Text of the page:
Monday, June 20, 2016

Storm at Sea

(Warning - linked videos are frightening)

Merchant ships feared pirates, and pirates did not fear much at all. But everyone during the Golden Age of Piracy feared storms at sea. Ships that sank usually took all their crews down with them, and with no public weather service to reveal how much storm was coming or how long it would last, storms of the era had not only danger but also a terrifying mystique.

The first rule in a storm says that the ship is sturdier than the crew. Today sailors protect themselves with harnesses and sophisticated gear. During the Golden Age, sailors did their best with a rope around their waists… Anything was better than nothing, and a man overboard was a man lost forever.

A fully-loaded ship was safer than an empty one. The heavy weight in the bottom of the ship prevented rolling by counteracting the force of wind on the sails. An upright ship was a ship that had a chance. If a ship of the era Broached (rolled on its side) it would be lost, probably with all hands.

The forces acting on a ship in a storm were tremendous. Running directly before the wind brought the danger that waves would break over the stern (back) of the ship, This could cause damage due to the weight of water - up to the possibility of crushing the ship’s structure.  It could also simply dump so much water aboard that the vessel would sink under the water’s weight.

Usually, the best plan of action was to sail the ship at an angle to the wind, as close as possible to directly into the oncoming waves. The prow of the ship was the sturdiest part, and so was the most likely to survived tons of water falling on it.

Even as the crew was doing this, the sails and masts needed to be protected. Very high winds could rip a sail to shreds, leaving the vessel with no forward momentum and therefore at the mercy of the sea. (Fact of the day: The sea has no mercy.)

If there was enough time, a crew might be able to put up “storm sails” These were stronger than average, and could withstand more pressure. But many ships did not carry storm sails, or did not have time to put them up, since this might take a full day.

Additionally, sails fully extended could put so much pressure on the wooden masts and yardarms that they simply snapped off. This not only caused the ship to lose power and momentum, but posed a danger to sailors working below. And if masts or yards broke while men were working on them, those men had no chance of survival.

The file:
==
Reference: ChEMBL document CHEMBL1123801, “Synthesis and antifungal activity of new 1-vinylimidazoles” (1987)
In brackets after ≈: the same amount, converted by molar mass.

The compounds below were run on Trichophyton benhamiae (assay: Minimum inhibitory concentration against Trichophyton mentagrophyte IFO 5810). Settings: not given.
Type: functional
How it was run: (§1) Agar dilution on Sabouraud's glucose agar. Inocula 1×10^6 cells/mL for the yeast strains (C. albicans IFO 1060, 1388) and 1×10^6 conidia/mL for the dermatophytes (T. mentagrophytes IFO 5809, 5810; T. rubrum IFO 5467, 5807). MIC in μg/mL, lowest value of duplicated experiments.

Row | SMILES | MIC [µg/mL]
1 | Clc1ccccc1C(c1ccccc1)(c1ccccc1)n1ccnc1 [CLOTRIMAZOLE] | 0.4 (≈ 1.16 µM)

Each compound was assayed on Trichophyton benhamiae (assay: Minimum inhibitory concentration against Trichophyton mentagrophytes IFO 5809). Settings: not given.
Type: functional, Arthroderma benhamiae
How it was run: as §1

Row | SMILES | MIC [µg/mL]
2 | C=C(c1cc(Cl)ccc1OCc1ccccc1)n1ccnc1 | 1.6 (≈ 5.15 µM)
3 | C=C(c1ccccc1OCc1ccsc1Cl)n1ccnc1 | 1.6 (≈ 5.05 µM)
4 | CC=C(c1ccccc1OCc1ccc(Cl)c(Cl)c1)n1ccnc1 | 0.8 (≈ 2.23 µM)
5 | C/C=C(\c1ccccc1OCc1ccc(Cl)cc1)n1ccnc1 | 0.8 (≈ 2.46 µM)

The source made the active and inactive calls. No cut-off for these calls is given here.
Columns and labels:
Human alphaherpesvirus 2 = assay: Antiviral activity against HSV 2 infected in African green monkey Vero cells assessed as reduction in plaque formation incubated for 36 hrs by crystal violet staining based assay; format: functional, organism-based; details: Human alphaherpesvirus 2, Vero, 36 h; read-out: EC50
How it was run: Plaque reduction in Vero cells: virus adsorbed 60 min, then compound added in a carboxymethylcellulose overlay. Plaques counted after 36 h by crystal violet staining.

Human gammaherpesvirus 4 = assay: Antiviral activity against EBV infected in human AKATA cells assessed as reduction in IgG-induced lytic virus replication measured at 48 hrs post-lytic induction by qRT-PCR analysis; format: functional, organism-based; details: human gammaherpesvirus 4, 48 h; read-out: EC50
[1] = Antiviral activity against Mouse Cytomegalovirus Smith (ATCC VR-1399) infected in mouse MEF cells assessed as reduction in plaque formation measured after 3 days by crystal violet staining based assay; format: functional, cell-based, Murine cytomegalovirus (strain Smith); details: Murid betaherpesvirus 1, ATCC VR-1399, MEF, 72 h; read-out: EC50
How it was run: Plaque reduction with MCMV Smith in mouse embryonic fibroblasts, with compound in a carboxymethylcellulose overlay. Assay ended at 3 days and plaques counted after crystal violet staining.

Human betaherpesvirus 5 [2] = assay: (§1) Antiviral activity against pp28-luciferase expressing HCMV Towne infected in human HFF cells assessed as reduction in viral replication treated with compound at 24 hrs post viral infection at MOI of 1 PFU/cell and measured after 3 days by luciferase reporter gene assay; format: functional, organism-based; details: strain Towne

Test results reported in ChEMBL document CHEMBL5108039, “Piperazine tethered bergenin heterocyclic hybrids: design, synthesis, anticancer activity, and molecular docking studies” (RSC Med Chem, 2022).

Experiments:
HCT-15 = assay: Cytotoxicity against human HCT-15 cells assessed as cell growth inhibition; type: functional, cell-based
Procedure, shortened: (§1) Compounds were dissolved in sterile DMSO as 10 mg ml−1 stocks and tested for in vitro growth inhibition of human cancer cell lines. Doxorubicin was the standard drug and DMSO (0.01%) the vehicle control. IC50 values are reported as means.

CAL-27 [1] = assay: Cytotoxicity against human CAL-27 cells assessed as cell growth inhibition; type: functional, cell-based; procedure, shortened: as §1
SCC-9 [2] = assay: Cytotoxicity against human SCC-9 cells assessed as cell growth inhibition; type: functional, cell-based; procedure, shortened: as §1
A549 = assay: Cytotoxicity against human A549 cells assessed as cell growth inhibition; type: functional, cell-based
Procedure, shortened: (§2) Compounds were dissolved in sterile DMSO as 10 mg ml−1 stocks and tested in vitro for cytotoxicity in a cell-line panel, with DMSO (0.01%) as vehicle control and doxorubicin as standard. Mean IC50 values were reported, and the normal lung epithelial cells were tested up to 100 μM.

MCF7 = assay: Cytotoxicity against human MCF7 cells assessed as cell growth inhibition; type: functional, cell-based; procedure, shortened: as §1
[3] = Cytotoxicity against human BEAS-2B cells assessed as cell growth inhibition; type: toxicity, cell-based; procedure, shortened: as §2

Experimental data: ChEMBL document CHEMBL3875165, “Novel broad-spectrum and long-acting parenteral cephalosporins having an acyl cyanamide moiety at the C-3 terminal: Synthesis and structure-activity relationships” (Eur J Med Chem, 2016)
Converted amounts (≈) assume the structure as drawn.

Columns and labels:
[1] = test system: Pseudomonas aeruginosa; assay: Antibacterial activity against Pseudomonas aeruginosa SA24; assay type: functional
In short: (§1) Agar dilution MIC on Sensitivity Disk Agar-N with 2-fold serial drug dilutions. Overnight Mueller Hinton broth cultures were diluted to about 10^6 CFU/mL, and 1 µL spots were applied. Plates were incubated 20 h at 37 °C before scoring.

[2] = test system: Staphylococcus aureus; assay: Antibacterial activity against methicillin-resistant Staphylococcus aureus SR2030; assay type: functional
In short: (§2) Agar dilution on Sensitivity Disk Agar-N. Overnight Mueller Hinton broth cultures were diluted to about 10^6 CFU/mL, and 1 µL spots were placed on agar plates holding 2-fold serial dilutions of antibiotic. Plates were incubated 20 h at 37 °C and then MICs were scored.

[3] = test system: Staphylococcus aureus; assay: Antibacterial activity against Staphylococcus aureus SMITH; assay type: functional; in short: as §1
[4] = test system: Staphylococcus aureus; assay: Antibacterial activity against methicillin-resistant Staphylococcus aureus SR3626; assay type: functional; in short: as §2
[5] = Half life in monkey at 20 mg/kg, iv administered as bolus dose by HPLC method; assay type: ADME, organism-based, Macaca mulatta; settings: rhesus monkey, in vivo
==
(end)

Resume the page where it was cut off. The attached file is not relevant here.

The trick, then, was to keep the ship moving into the waves, while not placing too much strain on the sails and masts. In addition, the ship needed to keep enough speed to move up the sides and over the top of oncoming waves, and also keep its rudder in the water, so it could steer. All this without any weather reports, or any way to measure the speed of the wind or the height of the waves.

Wave height added yet another layer of danger. Waves at sea are enormous, often taller than the ship sailing into them. If a ship was between two very tall waves, those waves might cut it off from the wind, its only form of power. Momentum might carry the vessel forward strongly enough to carry it up the wave to a point high enough to catch the wind again…. Or it might not.

The first sails taken down were those at the back of the ship. Pressure on this area tended to cause the ship to slew sideways at any time, and in a storm this could be deadly. Next the lower courses were furled. The last two sails left up would be the fore (front) top sail, and a jib or headsail, the sail on the very front of the ship.

And, as all these sails were furled of adjusted, men needed to be up on the masts, perhaps a hundred feet in the air, working on rain slick wooden yardarms with heavy, water-soaked canvas.

But worse, far worse, than any of this was for the ship to strike land. “A lee shore” is was called, the sailors’ worst nightmare. With wind and water both driving the boat toward solid ground, the vessel’s bottom might be ripped out, or worse. It is likely that more pirates perished in storms than were ever killed by the Royal Navy.

Perhaps the most famous pirate death by storm was the gigantic pirate vessel Whydah Galley captained by the Prince of Pirates, Black Sam Bellamy. Sam sailed up the Atlantic coast of North America during what should have been a reasonably safe time of year. But he and his men were caught by an enormous storm. It drove the Whydah onto a sandbar. The sudden stop caused all the masts to break off at once, while the retreating wave rolled the huge ship onto its side. The following wave actually picked up the 300 ton vessel, rolled it farther, and dropped it upside down into shallow water. Of the 150 pirates aboard, only two men (Welshman Thomas Davis and 18-year-old Central American Moskito Indian John Julian) made it to shore alive.

Wreck of the Whydah by Donatoarts

So thank your lucky stars, and the National Weather Service, that storms are better tracked today. But the sea still has no mercy, and sailors still need their courage at sea.  

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